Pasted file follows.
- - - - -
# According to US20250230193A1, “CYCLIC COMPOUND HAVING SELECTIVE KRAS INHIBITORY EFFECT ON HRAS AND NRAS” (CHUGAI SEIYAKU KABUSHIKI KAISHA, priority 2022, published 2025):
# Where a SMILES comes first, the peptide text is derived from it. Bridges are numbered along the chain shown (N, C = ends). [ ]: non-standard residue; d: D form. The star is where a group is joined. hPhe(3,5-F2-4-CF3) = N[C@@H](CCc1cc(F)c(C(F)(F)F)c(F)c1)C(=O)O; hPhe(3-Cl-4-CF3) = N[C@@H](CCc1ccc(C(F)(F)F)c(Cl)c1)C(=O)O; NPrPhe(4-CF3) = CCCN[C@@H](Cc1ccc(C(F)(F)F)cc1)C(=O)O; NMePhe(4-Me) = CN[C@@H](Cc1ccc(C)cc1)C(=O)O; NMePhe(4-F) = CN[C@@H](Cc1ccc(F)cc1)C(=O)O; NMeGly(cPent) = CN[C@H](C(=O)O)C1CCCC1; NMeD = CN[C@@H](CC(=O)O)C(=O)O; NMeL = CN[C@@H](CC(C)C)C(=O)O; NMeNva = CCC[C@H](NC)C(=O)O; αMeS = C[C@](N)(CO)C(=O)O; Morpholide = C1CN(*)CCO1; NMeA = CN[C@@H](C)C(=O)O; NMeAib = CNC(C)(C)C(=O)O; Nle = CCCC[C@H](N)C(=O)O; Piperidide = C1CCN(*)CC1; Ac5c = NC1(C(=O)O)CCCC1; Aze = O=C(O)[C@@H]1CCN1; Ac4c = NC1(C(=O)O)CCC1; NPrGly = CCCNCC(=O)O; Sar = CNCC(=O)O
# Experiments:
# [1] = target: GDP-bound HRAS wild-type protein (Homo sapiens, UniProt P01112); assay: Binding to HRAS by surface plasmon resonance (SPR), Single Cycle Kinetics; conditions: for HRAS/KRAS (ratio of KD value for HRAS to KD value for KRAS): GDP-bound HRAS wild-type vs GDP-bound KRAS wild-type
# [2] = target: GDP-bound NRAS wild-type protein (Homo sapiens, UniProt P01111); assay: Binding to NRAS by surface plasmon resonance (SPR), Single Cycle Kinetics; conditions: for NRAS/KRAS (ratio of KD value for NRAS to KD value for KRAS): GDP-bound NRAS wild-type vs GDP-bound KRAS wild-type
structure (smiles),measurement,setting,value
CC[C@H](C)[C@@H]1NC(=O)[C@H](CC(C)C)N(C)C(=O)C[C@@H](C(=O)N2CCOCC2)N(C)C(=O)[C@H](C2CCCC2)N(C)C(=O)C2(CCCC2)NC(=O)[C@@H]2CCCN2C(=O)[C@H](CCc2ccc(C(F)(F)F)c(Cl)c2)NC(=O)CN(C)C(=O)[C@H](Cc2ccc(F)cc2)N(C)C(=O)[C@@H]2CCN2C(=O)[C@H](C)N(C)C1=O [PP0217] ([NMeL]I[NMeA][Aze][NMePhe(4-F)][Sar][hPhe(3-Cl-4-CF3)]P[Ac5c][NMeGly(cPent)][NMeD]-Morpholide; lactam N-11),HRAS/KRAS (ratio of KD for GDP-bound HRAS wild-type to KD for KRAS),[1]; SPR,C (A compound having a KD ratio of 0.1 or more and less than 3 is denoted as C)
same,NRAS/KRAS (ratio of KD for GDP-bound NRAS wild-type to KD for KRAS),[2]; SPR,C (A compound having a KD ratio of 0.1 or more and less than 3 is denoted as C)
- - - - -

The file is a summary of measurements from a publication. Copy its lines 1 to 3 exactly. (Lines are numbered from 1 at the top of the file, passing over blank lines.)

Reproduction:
# According to US20250230193A1, “CYCLIC COMPOUND HAVING SELECTIVE KRAS INHIBITORY EFFECT ON HRAS AND NRAS” (CHUGAI SEIYAKU KABUSHIKI KAISHA, priority 2022, published 2025):
# Where a SMILES comes first, the peptide text is derived from it. Bridges are numbered along the chain shown (N, C = ends). [ ]: non-standard residue; d: D form. The star is where a group is joined. hPhe(3,5-F2-4-CF3) = N[C@@H](CCc1cc(F)c(C(F)(F)F)c(F)c1)C(=O)O; hPhe(3-Cl-4-CF3) = N[C@@H](CCc1ccc(C(F)(F)F)c(Cl)c1)C(=O)O; NPrPhe(4-CF3) = CCCN[C@@H](Cc1ccc(C(F)(F)F)cc1)C(=O)O; NMePhe(4-Me) = CN[C@@H](Cc1ccc(C)cc1)C(=O)O; NMePhe(4-F) = CN[C@@H](Cc1ccc(F)cc1)C(=O)O; NMeGly(cPent) = CN[C@H](C(=O)O)C1CCCC1; NMeD = CN[C@@H](CC(=O)O)C(=O)O; NMeL = CN[C@@H](CC(C)C)C(=O)O; NMeNva = CCC[C@H](NC)C(=O)O; αMeS = C[C@](N)(CO)C(=O)O; Morpholide = C1CN(*)CCO1; NMeA = CN[C@@H](C)C(=O)O; NMeAib = CNC(C)(C)C(=O)O; Nle = CCCC[C@H](N)C(=O)O; Piperidide = C1CCN(*)CC1; Ac5c = NC1(C(=O)O)CCCC1; Aze = O=C(O)[C@@H]1CCN1; Ac4c = NC1(C(=O)O)CCC1; NPrGly = CCCNCC(=O)O; Sar = CNCC(=O)O
# Experiments: